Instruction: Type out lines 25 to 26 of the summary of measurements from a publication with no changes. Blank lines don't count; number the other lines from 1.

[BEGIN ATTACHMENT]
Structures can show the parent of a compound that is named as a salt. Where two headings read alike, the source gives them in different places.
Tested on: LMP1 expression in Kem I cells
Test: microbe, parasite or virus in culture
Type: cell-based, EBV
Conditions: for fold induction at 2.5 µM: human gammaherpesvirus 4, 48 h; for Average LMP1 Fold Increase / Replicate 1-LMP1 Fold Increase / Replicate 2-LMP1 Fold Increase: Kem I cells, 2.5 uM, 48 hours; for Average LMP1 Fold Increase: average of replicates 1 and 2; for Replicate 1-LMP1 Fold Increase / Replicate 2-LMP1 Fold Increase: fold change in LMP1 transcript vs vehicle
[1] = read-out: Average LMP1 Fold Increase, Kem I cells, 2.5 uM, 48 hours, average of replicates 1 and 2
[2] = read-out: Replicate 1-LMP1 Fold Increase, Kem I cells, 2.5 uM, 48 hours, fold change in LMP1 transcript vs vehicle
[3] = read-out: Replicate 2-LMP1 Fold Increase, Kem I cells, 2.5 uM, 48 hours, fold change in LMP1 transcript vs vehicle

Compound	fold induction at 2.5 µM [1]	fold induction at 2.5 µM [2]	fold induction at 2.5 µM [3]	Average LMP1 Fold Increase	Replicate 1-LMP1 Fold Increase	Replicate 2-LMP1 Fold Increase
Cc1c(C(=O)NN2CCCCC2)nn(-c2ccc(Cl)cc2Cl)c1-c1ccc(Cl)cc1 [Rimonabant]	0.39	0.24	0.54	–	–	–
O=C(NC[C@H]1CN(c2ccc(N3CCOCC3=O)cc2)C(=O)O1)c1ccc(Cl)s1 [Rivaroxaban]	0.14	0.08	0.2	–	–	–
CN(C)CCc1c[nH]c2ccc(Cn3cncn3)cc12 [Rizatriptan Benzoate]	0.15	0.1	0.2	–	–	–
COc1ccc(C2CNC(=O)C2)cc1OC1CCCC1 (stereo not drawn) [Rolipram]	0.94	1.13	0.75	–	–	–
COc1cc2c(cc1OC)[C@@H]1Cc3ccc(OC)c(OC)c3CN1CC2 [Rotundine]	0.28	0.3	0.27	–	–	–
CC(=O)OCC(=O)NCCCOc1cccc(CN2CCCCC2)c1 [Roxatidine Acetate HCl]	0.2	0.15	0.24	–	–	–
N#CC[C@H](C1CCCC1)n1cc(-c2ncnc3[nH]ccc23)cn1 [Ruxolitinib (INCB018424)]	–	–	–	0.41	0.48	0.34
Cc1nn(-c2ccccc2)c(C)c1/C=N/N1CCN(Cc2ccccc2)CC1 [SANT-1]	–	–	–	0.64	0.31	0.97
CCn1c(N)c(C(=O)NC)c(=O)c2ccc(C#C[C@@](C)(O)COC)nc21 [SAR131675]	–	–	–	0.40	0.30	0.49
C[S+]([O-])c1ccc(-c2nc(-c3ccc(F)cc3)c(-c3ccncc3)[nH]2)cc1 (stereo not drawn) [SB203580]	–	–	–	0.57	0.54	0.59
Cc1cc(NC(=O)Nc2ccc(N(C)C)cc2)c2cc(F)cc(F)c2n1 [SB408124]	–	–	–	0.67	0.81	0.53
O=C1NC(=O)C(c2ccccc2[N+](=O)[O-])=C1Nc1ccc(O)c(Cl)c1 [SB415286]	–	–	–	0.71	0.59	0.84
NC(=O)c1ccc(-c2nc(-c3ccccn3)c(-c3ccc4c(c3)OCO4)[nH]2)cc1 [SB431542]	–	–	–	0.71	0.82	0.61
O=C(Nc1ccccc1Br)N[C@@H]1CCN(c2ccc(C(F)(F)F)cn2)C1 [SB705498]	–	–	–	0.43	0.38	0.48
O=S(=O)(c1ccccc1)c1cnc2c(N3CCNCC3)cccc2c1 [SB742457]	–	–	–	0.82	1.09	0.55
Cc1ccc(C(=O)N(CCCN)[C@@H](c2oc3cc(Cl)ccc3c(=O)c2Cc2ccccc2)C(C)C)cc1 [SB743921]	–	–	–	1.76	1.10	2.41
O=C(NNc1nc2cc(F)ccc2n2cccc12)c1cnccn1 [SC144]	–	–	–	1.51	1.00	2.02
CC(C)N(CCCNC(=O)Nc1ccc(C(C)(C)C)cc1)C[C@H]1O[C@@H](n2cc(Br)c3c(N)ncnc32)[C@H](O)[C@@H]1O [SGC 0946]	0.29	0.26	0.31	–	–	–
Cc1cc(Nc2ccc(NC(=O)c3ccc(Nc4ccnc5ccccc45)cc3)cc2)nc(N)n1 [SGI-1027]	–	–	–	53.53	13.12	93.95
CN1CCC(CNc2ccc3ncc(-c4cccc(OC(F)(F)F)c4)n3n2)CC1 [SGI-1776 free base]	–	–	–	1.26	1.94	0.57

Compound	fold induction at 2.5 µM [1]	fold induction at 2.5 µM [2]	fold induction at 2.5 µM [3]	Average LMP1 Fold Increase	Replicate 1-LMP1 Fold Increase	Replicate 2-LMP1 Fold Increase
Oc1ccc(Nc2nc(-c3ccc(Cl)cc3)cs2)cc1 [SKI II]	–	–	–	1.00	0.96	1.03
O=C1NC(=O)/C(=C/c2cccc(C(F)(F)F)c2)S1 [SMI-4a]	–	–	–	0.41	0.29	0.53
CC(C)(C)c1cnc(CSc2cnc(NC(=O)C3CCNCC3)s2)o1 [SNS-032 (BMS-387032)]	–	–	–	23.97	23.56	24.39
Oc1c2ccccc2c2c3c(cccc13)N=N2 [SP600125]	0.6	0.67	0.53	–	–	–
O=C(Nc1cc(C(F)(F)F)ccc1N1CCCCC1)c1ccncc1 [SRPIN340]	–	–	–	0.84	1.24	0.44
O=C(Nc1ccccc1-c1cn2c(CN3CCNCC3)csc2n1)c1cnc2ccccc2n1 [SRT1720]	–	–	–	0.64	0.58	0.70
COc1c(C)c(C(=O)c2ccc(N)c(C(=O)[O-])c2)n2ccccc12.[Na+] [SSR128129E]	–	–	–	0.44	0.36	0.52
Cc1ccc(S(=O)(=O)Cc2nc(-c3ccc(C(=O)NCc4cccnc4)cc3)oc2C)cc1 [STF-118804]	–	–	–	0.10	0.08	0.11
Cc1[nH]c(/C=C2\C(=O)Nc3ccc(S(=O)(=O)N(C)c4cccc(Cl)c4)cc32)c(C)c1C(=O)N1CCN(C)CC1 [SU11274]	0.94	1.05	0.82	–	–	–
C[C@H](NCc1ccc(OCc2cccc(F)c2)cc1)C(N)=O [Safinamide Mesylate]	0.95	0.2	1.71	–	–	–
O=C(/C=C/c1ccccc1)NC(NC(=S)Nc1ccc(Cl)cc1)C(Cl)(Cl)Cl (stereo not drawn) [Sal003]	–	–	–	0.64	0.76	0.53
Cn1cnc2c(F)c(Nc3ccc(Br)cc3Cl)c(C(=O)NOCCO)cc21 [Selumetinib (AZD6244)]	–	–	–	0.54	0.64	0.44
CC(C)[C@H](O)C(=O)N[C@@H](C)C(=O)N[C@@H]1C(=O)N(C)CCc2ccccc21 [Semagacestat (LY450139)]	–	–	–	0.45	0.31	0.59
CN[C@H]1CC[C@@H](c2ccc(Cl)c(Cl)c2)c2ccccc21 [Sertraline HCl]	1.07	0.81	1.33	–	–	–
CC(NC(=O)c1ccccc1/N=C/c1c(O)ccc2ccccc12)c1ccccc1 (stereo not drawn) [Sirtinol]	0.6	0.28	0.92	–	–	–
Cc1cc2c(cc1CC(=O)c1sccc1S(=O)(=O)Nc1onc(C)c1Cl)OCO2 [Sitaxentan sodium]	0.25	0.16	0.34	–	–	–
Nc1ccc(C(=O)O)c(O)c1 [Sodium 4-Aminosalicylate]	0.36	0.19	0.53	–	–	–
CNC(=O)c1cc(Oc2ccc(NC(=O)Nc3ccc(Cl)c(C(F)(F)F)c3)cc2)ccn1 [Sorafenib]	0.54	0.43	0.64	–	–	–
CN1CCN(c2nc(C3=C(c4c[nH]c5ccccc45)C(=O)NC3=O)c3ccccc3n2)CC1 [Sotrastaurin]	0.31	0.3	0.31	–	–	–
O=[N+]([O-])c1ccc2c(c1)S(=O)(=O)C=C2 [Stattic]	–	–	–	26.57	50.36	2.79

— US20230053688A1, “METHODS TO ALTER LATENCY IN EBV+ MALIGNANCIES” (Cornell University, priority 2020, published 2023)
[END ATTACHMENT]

Cc1ccc(C(=O)N(CCCN)[C@@H](c2oc3cc(Cl)ccc3c(=O)c2Cc2ccccc2)C(C)C)cc1 [SB743921]	–	–	–	1.76	1.10	2.41
O=C(NNc1nc2cc(F)ccc2n2cccc12)c1cnccn1 [SC144]	–	–	–	1.51	1.00	2.02